“L—listen, Eve,” he stepped back to the top of the stairs. 

“Eve has listened to you enough. It is time for Eve to leave.”

She charged towards him and sent him flying down the stairs. Eve descended, stepped over his lifeless body, and opened the front door. “Good-bye, Josiah.”


It was a simple practice session. We were 30 individuals, but for three glorious minutes, we were one.

For months, we had sang the song. We memorized the lyrics and practiced the mechanics (from a whisper-like pianissimo to a steadied and balanced fortissimo). We worked on taking simultaneous breaths. We could not master it. The sopranos or tenors were too loud, the altos soft, or the breaths too frequent.

It was a mammoth of a song, an a cappella Ave Maria by the gifted composer Sergei Rachmaninoff. It required so much of us, yet we loved it. The song was a delight to sing, and while we did so imperfectly, it was altogether captivating.


That day was different. It was competition day. We were to sing this to judges in two hours. While other choirs practiced outside in the parking lot of a school, our choir director had booked a church for the morning. We would practice the song in its natural environment.

The director pressed record on his tape recorder, lifted his hands, and we took a deep breath in unison. His hand dropped, and we began the first notes of the song. “Bogoroditse djevo,” echoed through the chambers.

In that moment, we knew: this was the performance of our lifetime. We shared the same breaths, sang the pianissimo at the same level as the person next to us, and as the crescendo rose, so too did the beating of our hearts. We whisper-sang the final notes and held our breath. The finale echoed through the church as the director put his hands to his sides and let out a peaceful sigh. We wiped the tears from our eyes and stood silent for a time.

Returning to our teenage bodies and minds, our irreverent cheers reverberated through the halls and sanctuary, and the moment was gone.

We never matched that performance, even later at the competition, but we still took home top prize that day. Most of all, we left with the knowledge that we had known perfection for three solid minutes.

Attached video is of the Voces8 vocal group, and it is one of the best versions of this song I’ve ever found. Gives me goosebumps every time!

Outerworld Train

So I suppose you want to ask me why I left town. I could tell you it was because I caught my girlfriend cheating on me and she used it as a reason to kick me out of our apartment. I could also tell you it was because I had recently been made redundant and had been out of a job for three months with no prospects. But the truth was, it was completely unplanned. One minute I was riding the Brisbane City train, the next minute I wasn’t.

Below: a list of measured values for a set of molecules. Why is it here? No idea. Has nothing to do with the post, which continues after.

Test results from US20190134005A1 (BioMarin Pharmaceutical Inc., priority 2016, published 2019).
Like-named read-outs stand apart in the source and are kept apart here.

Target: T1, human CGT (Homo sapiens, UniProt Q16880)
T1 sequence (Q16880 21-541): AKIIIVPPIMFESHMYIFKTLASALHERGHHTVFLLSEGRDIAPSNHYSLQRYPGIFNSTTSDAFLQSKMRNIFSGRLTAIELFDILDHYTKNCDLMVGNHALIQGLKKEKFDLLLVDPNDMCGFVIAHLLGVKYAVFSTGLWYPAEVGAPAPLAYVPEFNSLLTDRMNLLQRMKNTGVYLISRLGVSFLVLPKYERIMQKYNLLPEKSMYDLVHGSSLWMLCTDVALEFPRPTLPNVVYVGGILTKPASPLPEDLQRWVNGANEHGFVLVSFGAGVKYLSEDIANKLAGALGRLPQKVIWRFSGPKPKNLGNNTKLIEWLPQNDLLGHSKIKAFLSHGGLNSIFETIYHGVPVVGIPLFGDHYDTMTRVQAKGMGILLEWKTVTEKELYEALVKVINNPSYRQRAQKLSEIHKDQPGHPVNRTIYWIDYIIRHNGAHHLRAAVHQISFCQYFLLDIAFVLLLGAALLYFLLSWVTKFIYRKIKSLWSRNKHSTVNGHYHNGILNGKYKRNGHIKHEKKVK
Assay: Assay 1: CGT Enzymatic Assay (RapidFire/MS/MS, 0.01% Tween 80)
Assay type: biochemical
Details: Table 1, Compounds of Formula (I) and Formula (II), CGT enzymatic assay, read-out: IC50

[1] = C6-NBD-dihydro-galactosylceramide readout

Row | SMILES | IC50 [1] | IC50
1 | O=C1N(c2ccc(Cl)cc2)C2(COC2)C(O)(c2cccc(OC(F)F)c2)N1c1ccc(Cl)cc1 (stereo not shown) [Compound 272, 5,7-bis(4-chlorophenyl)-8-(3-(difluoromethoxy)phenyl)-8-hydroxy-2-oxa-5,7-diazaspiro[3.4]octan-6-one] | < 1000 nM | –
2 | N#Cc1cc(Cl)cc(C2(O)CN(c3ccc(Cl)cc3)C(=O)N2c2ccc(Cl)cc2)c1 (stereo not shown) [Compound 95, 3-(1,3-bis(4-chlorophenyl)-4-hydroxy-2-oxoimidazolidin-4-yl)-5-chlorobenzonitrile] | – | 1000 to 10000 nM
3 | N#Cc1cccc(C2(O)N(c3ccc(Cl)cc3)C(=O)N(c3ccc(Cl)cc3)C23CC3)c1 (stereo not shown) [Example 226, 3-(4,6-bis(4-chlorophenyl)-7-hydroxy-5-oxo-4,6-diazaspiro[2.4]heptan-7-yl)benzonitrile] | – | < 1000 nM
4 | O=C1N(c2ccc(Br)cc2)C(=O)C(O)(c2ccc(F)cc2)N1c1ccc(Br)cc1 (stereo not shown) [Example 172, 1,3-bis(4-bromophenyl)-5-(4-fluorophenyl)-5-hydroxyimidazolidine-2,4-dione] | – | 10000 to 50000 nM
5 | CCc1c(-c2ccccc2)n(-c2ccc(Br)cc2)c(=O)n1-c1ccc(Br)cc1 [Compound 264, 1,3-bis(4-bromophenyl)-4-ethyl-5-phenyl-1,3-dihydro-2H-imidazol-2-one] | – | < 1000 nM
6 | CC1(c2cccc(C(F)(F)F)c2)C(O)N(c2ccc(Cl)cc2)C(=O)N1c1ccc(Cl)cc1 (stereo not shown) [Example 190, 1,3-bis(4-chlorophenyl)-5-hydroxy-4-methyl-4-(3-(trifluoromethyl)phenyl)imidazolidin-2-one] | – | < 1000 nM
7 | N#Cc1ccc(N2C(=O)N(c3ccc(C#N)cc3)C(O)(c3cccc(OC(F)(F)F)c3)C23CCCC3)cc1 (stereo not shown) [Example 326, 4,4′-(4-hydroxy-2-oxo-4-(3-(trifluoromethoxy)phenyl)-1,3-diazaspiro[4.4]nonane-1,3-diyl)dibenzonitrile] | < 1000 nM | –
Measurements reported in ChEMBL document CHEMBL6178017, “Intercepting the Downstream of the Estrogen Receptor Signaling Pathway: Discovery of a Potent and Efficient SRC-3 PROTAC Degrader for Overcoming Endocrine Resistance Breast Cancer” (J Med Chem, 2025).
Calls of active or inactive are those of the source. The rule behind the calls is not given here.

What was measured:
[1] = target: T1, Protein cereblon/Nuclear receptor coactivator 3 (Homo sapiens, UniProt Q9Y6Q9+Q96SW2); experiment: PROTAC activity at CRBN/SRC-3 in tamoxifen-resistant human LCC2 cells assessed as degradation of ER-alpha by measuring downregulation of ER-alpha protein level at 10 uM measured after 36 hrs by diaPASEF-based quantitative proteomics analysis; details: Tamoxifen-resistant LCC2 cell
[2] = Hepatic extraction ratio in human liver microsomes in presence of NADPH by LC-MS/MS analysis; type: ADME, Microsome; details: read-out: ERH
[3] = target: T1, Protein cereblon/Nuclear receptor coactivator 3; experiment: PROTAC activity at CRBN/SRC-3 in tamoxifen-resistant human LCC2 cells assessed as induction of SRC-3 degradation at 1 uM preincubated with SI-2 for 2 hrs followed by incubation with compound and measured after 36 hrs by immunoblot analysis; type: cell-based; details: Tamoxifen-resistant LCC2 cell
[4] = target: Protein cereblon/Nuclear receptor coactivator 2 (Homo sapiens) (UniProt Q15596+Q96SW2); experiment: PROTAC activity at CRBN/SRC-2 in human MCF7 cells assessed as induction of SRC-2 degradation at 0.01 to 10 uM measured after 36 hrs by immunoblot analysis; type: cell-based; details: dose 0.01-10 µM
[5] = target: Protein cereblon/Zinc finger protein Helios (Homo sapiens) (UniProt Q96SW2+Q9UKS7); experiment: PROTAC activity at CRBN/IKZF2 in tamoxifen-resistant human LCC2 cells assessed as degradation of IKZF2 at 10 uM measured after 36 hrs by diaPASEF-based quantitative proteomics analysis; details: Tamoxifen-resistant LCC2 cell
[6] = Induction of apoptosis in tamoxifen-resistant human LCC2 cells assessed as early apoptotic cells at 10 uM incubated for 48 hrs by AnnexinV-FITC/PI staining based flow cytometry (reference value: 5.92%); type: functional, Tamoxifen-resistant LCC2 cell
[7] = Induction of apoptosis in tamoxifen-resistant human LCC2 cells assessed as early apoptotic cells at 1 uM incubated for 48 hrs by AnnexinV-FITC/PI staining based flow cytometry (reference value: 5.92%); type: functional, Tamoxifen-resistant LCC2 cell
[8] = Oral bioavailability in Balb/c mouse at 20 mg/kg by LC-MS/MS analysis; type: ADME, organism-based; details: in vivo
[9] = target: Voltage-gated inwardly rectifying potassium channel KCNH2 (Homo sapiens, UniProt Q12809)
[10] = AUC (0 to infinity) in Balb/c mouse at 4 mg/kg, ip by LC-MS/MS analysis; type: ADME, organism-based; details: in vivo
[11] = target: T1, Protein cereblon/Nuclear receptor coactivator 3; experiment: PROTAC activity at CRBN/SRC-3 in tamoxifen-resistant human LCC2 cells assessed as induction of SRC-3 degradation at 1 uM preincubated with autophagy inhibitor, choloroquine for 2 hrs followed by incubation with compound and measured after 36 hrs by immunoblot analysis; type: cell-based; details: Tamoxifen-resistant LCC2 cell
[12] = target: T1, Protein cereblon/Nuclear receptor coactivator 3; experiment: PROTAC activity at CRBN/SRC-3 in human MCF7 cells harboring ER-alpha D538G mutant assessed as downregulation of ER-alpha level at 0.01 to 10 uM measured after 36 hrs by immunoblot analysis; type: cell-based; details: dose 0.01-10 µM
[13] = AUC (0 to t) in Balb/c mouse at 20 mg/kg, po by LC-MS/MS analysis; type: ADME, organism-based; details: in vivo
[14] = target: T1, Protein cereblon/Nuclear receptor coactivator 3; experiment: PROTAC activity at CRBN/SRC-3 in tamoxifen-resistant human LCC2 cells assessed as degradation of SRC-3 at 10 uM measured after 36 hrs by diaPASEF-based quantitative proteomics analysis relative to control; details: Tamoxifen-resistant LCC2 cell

There was a tap on the shoulder from a large shadow that pulled me out of my sobbing. Without even looking up, I pulled out my train card and handed it over as I heard a gruff, “Excuse me.”

I looked up to make eye contact, but I yelped instead. Hunched over me stood a giant one-eyed ogre in a blue and white uniform, complete with a little hat. I squealed and tried to escape inside the gap between the seat and the train car. It was as futile an effort as it sounds.

“Miss?” his (her?) eye blinked at me.

I opened my mouth to say something. Where am I? What is this? Am I dead? But nothing came out.

I glanced down the train car. So many eyes were on me. Among them, a few trolls, a trio of chatty minotaurs, a drunken unicorn, a gang of fairies, and two werewolves eating what appeared to be Magnum ice cream minis.

“wha- wha,” my brain might have broke. Maybe I fell asleep?

“You’ve caught the outerworld train. I’m I guess what you call a tour guide,” she said. I decided the ogre was female, not that gender probably mattered to ogres. I blinked at her. 

She took a heavy sigh, like she said this more than she cared to, “This train only allows sponsored mortals that have nothing keeping them in their world. For whatever reason, one of the beings here has funded your travel to the outerworld.”

The ogre sat in front of me and continued. “The basic gist of it is this. Once you leave this train, you will no longer be human. With humanity comes all those nasty emotions and morals and whatnot. A sponsor, well, they can feel when your bond with humanity is drifting and use the opportunity to grow their ranks. Generally.”

I peered out at the nameless faces. Voices rose and fell, enticing me to join them.

The ogre sensed my growing acceptance and continued, “Your sponsor is different. Their kind does not seek to increase their ranks. Only to give a mortal the option to move into the outerworld. So they have decided to remain anonymous.”

My eyes fell on a sad, green dryad at the other end of the cab. She sensed my gaze and met it. 

“As your guide, I can arm you with all the information you need to make an informed decision,” the she-ogre kept talking, but I could no longer hear her words. Instead, a song rose through me, strong and lustful. Its salacious melody pulled me toward the dryad. We stood simultaneously from both ends of the train car and swayed in tandem. Our bond was nothing like I’d ever felt before. Intense but eternal, magical but everyday. 

We ran into each other’s arms, passionately dancing and kissing and causing a scene. Our connection deepened, and our minds melded together. She showed me her past, her loneliness, and how the dryads mated for life. She showed me how she had found me, fell in love, sponsored my travel but didn’t want me to feel obligated to her. She just wanted me to be happy. Our dance quickened with the beat of the music as I whispered, “I love you.”

Our passions consumed us. With every touch – kiss – pirouette, I allowed myself to become more like her. Vines covered my legs and arms, tan skin turned emerald. I tore away my clothes, eager to strip away the remaining vestiges of my humanity, revealing foliage in its place. In mere minutes, the transformation was complete.

The train came to a stop and the she-ogre announced, “Final stop for the dryads.”

Gleefully, I joined my mate, hand-in-hand, into the forests of the outerworld. We danced and sang and made love under the trees forever and always.